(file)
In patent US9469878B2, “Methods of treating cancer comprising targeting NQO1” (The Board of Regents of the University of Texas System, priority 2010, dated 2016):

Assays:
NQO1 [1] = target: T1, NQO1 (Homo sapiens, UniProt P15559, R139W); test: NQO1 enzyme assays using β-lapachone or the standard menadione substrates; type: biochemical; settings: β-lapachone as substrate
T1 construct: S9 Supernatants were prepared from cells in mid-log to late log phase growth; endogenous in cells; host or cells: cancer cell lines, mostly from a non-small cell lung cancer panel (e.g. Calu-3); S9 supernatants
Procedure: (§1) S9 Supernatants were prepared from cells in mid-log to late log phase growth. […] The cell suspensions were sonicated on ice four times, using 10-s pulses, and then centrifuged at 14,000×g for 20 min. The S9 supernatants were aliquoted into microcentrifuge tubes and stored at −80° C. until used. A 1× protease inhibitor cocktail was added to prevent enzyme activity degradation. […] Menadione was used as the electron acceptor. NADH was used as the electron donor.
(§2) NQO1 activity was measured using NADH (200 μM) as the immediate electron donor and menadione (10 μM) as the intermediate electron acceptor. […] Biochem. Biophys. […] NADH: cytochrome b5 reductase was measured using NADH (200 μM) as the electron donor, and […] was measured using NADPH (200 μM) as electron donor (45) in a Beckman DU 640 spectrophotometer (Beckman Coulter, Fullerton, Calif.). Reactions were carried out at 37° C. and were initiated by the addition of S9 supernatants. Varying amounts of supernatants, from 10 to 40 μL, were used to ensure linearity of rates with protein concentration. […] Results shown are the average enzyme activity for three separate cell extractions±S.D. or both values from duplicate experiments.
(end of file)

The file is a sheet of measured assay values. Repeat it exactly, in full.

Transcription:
In patent US9469878B2, “Methods of treating cancer comprising targeting NQO1” (The Board of Regents of the University of Texas System, priority 2010, dated 2016):

Assays:
NQO1 [1] = target: T1, NQO1 (Homo sapiens, UniProt P15559, R139W); test: NQO1 enzyme assays using β-lapachone or the standard menadione substrates; type: biochemical; settings: β-lapachone as substrate
T1 construct: S9 Supernatants were prepared from cells in mid-log to late log phase growth; endogenous in cells; host or cells: cancer cell lines, mostly from a non-small cell lung cancer panel (e.g. Calu-3); S9 supernatants
Procedure: (§1) S9 Supernatants were prepared from cells in mid-log to late log phase growth. […] The cell suspensions were sonicated on ice four times, using 10-s pulses, and then centrifuged at 14,000×g for 20 min. The S9 supernatants were aliquoted into microcentrifuge tubes and stored at −80° C. until used. A 1× protease inhibitor cocktail was added to prevent enzyme activity degradation. […] Menadione was used as the electron acceptor. NADH was used as the electron donor.
(§2) NQO1 activity was measured using NADH (200 μM) as the immediate electron donor and menadione (10 μM) as the intermediate electron acceptor. […] Biochem. Biophys. […] NADH: cytochrome b5 reductase was measured using NADH (200 μM) as the electron donor, and […] was measured using NADPH (200 μM) as electron donor (45) in a Beckman DU 640 spectrophotometer (Beckman Coulter, Fullerton, Calif.). Reactions were carried out at 37° C. and were initiated by the addition of S9 supernatants. Varying amounts of supernatants, from 10 to 40 μL, were used to ensure linearity of rates with protein concentration. […] Results shown are the average enzyme activity for three separate cell extractions±S.D. or both values from duplicate experiments.